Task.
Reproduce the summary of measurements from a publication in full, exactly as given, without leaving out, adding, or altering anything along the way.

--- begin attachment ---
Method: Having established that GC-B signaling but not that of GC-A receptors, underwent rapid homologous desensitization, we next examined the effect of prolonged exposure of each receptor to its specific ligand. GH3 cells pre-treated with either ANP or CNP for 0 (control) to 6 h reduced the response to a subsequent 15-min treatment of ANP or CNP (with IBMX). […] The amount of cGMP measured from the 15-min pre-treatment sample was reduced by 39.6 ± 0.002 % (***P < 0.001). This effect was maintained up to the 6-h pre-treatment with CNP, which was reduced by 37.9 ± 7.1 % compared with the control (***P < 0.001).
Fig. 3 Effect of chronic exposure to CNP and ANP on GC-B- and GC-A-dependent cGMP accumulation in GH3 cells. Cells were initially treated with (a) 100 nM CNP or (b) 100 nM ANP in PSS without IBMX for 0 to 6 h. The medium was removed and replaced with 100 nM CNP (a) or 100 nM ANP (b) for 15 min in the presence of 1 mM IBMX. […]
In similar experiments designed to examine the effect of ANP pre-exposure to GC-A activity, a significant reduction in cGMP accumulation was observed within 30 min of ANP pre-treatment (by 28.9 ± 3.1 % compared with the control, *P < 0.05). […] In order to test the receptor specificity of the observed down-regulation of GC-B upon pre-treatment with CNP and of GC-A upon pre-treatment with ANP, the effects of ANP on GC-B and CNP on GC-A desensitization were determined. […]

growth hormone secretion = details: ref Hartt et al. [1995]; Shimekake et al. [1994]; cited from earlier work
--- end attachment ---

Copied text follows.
Method: Having established that GC-B signaling but not that of GC-A receptors, underwent rapid homologous desensitization, we next examined the effect of prolonged exposure of each receptor to its specific ligand. GH3 cells pre-treated with either ANP or CNP for 0 (control) to 6 h reduced the response to a subsequent 15-min treatment of ANP or CNP (with IBMX). […] The amount of cGMP measured from the 15-min pre-treatment sample was reduced by 39.6 ± 0.002 % (***P < 0.001). This effect was maintained up to the 6-h pre-treatment with CNP, which was reduced by 37.9 ± 7.1 % compared with the control (***P < 0.001).
Fig. 3 Effect of chronic exposure to CNP and ANP on GC-B- and GC-A-dependent cGMP accumulation in GH3 cells. Cells were initially treated with (a) 100 nM CNP or (b) 100 nM ANP in PSS without IBMX for 0 to 6 h. The medium was removed and replaced with 100 nM CNP (a) or 100 nM ANP (b) for 15 min in the presence of 1 mM IBMX. […]
In similar experiments designed to examine the effect of ANP pre-exposure to GC-A activity, a significant reduction in cGMP accumulation was observed within 30 min of ANP pre-treatment (by 28.9 ± 3.1 % compared with the control, *P < 0.05). […] In order to test the receptor specificity of the observed down-regulation of GC-B upon pre-treatment with CNP and of GC-A upon pre-treatment with ANP, the effects of ANP on GC-B and CNP on GC-A desensitization were determined. […]

growth hormone secretion = details: ref Hartt et al. [1995]; Shimekake et al. [1994]; cited from earlier work